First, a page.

Thursday, October 18

If the Stiletto Fits

Much of Mal Adjusted has so far focused on stepping off the beaten path and into the shoes of the fully realized, truest version of you.

When it comes to the style of those shoes, though, other people in your same neck of the woods might have a difference of opinion as to what's fitting.

I, for example, am a stiletto girl – the higher the better!

And I don’t hobble, thank you very much. 

I strut.

(In my dreams, I can fight in them, too. Like Catwoman.)

My mother gave me some serious stems, along with the rest of my looks, and I never felt the need to apologize them.

That is, until I became a writer . . .

While I’m sure most women have at one time or another felt pressured to dumb themselves down, it never once occurred to me that the rest of the “package” would be the biggest thing standing between me and the respect of my peers, writers and non-writers alike.   

I mean, I really was a good writer – a damn good writer for a recently converted art major – and that was all that mattered, right . . . ?

Yeah, right.

In the beginning, it was much more about working around peoples' assumptions of me than it was my work. If I gave a note in workshop (even a constructively critical one) I was being the mean girl. If I received a note and that note was positive, there was eye rolling . . .

This one girl, a bigger girl who only wore death metal concert tees and only wrote heavy-handed erotic fantasies, took particular glee in nitpicking my drafts to death with a red Sharpie.

She would always hand them back to me looking like a crime scene, and I would leave class wondering what I had ever done to her and what ground she thought she and all her horny heroines, their bosoms “overflowing” from their corsets, had to stand on . . .

I can only speculate as to her reasons – though I think I have a pretty good idea – but it wasn’t just my “packaging” that was getting me into trouble.

Once, I burst into tears because a poem that meant a lot to me, a poem I had worked harder on than any other poem that semester missed the mark in workshop. It was good, everyone said, better than good, but they hadn’t taken away from it what I had meant them to, and I was so frustrated.

My reaction was treated as a serious no-no, though. 

“Professional writers,” I was told, ought to be more detached from their work – 100% objective.

Well, objective I am not. Not when it comes to writing, nor have I ever been accused of being professional. Alas, in Writer World, where my writing was holding its own, I still didn't quite fit in.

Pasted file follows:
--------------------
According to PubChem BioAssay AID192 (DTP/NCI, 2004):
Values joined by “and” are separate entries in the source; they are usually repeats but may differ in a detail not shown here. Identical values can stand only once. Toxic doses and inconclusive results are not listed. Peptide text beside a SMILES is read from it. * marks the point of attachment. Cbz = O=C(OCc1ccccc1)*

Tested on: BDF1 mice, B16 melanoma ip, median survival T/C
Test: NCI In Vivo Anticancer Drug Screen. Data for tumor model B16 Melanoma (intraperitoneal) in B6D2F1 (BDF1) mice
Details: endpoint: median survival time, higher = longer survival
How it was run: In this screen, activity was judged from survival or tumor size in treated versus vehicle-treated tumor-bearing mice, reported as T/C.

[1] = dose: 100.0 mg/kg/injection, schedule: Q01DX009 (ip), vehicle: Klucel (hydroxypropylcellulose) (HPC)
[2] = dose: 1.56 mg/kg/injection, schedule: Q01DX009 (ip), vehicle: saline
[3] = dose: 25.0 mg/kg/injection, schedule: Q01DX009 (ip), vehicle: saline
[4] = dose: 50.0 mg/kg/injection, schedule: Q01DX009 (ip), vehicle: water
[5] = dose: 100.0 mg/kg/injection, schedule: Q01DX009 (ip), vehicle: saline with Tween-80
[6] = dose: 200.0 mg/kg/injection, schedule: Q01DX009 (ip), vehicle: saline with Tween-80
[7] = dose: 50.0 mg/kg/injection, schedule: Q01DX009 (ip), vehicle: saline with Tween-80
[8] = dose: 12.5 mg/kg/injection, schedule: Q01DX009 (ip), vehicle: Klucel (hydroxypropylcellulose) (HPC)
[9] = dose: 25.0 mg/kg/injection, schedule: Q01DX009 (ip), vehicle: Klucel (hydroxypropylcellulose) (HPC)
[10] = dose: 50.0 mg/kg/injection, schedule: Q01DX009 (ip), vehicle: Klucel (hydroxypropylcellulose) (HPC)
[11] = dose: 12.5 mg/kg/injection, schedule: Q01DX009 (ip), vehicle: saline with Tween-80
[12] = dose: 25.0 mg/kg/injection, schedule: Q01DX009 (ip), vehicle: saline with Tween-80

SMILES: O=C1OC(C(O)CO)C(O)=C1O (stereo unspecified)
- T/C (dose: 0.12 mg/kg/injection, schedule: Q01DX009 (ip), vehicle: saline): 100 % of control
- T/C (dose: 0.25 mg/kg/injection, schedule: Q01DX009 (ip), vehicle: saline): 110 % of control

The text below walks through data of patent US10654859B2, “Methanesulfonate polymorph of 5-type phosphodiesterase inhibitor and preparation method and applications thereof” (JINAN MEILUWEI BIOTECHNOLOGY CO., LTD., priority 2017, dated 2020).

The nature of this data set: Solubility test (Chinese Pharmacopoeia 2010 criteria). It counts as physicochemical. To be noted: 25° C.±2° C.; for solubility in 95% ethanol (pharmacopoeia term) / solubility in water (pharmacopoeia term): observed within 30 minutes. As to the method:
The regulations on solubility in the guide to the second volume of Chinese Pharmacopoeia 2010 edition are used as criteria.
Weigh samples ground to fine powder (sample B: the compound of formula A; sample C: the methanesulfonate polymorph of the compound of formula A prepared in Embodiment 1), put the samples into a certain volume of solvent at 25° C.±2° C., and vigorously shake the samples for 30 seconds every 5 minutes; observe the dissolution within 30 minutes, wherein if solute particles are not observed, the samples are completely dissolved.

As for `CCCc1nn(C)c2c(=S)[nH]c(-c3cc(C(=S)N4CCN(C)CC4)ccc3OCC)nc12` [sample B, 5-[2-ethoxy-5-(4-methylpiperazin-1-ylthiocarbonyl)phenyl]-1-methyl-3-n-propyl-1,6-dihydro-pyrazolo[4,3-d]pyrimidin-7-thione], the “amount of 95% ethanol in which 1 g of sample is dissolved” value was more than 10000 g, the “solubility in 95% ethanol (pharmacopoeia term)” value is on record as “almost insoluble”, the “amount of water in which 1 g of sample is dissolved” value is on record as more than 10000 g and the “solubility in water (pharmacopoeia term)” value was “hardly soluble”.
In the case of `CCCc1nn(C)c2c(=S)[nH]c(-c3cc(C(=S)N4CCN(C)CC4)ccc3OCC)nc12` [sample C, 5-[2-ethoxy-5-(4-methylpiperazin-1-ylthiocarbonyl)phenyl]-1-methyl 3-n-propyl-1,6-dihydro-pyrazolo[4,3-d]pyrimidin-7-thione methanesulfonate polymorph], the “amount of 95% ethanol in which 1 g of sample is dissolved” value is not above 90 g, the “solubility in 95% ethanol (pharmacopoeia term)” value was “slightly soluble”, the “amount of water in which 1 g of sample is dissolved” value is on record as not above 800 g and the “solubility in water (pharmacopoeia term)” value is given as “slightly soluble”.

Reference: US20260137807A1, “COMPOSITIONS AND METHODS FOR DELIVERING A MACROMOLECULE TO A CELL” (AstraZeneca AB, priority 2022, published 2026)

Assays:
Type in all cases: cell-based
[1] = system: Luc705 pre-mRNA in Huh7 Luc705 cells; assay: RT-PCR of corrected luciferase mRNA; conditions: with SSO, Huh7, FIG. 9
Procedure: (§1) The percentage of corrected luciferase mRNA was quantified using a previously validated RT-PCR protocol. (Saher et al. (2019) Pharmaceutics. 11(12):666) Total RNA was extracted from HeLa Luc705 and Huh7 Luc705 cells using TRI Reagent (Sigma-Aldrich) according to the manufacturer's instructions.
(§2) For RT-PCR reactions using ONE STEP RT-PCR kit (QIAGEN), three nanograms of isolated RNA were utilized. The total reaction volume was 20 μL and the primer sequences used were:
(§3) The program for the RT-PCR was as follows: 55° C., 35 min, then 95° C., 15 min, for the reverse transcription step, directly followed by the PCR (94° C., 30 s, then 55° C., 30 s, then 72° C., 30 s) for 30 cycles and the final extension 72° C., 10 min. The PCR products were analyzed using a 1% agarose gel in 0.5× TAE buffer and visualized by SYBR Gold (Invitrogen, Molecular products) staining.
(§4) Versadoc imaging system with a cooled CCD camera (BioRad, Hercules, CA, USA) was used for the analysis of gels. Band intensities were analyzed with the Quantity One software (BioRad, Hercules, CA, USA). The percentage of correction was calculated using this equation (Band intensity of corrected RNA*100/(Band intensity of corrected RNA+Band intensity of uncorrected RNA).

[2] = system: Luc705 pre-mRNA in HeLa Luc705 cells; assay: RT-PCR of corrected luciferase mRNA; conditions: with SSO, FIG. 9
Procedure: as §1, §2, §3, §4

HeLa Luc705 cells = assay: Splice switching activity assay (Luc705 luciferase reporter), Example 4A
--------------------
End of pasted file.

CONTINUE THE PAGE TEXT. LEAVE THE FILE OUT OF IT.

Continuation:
For a while, I simmered in self-doubt.

Then, slowly, I boiled over with indignation. After that I just felt silly. Who I was as a person was not and never had been up for editing, least of all by other students – students! What did they know . . . ?

So what if I wasn't the consummate professional.

So what if I connected my thoughts with "like" a little too much.

So what if I liked to look cute, not like a librarian. If I want to wear stilettos so high the altitude would make Gisele herself feel faint everyday for the rest of my life, I'm allowed to because:

1) It's America.

2) It has nothing to do with my writing!

Just because a certain type of person tends to excel at a certain something doesn’t mean other types of people can’t also excel at it.

It also doesn’t mean that annoying constructs, like peoples’ reliance on social stereotypes, don’t still apply on some level.

It's not going to stop people (even the ones who are supposed to be on your side) from judging you, because they don’t like you, because they’re intimidated by you, because they don’t “get you,” or just because.

Blogging in stilettos, because I can.
Whether you’re an artist or a dancer, an entrepreneur or a rock climber, sooner or later there will come a time when, in a way you least expected, it feels like there’s even less wiggle room for individualism within your niche off the beaten path than there was on it.

When that happens, stick to your guns (or stilettos) and toss out the old saying; a duck doesn’t always walk like a duck . . .

Sometimes they strut ;)

XO, Mal


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